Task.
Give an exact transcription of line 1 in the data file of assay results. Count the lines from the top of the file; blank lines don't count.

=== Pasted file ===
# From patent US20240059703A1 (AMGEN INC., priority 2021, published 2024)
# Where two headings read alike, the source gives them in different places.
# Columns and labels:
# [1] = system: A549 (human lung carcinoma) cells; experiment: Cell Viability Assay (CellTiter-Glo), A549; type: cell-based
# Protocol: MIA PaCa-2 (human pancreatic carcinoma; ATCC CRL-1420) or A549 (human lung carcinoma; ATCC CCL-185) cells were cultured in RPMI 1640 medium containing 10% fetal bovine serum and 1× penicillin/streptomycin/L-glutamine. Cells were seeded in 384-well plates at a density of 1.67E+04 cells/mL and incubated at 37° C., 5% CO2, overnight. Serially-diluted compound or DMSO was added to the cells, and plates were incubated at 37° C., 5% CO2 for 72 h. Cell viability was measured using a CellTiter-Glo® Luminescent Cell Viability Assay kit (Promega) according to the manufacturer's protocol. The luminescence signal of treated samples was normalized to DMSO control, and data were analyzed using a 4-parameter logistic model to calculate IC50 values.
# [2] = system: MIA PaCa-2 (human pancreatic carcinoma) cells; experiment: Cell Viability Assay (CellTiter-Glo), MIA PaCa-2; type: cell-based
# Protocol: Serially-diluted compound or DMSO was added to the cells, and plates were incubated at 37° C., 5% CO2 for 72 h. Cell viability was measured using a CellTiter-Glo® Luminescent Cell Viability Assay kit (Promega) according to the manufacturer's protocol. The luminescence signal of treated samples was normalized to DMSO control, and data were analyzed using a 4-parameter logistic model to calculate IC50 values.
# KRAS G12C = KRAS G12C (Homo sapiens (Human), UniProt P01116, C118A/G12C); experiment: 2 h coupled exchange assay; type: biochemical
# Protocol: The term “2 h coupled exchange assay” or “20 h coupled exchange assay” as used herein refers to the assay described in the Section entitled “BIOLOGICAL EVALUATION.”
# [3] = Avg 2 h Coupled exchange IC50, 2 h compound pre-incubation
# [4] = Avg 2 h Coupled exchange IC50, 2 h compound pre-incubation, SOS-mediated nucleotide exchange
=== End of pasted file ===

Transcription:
# From patent US20240059703A1 (AMGEN INC., priority 2021, published 2024)